The Philippines was represented at the “2011 Listen, Learn and Live (LLL) Summer Camp” for teenagers held on August 7-12, 2011.
The LLL summer program is sponsored annually by the Interfaith Center for Racial Justice (ICRJ). The program was launched in 2007 during the Martin Luther King holiday celebration.
The goal of the summer camp is to build bridges of understanding among peoples of different cultures, faiths and traditions.
ICRJ believes that fear and ignorance of the different cultures can lead to prejudice, racism and even conflict, and that engaging people in learning and interacting with others can bring unity and foster peace.
Several teenagers from different ethnic communities, aside from the Filipino community, joined the summer camp.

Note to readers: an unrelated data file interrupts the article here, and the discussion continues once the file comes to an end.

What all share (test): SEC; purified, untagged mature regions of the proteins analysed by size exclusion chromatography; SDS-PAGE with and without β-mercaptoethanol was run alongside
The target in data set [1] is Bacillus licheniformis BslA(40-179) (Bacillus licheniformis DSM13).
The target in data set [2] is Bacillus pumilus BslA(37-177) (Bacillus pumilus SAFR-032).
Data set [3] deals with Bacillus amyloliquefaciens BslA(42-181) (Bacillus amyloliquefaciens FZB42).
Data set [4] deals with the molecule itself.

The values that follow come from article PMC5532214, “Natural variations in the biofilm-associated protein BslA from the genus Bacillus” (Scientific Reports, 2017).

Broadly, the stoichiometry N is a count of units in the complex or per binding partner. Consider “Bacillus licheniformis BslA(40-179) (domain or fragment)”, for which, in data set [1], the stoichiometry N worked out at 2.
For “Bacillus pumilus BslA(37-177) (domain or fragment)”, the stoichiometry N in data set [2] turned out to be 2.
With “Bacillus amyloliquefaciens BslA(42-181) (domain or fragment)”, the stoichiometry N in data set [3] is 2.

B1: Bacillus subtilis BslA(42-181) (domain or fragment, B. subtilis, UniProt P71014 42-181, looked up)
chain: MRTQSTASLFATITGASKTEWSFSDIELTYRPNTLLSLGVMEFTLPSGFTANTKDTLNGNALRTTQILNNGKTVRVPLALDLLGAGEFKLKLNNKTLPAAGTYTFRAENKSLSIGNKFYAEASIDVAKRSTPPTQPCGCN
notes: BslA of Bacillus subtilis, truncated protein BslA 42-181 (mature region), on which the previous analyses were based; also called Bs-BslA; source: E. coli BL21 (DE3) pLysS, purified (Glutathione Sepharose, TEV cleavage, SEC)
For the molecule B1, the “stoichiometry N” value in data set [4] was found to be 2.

These included youngsters from the Indian, Hispanic, European-American, Chaldean, African-American, Jewish, Native American and Muslim communities.
Basically, the first day of the camp focused on the Filipino community. There was a presentation by Phillip McRoberts of a slide show and lecture about the Philippines.
His lecture covered Philippine geography, history, people, music and children’s games.
The lunch for the participants was a taste of the Philippine cuisine. Served were “adobo,” “pansit,” rice and sweetened bananas for dessert.
This was the second year the Philippines was represented in the summer camp. Last year, the Philippine participation was coordinated by Fe San Agustin and this writer.
The Filipino-American teenagers who joined the summer camp were Christina Gaibraith of Washington, Michigan; Nicole Flake of Centerline, Michigan; and Antonette Joseph of Clinton Township, Michigan.
Filipino-Americans coordinating the Philippine participation this year included Carol Palasique and Phillip McRoberts.
Rev. Michael Curro is executive director of ICRJ, which is in charge of this summer camp for teenagers.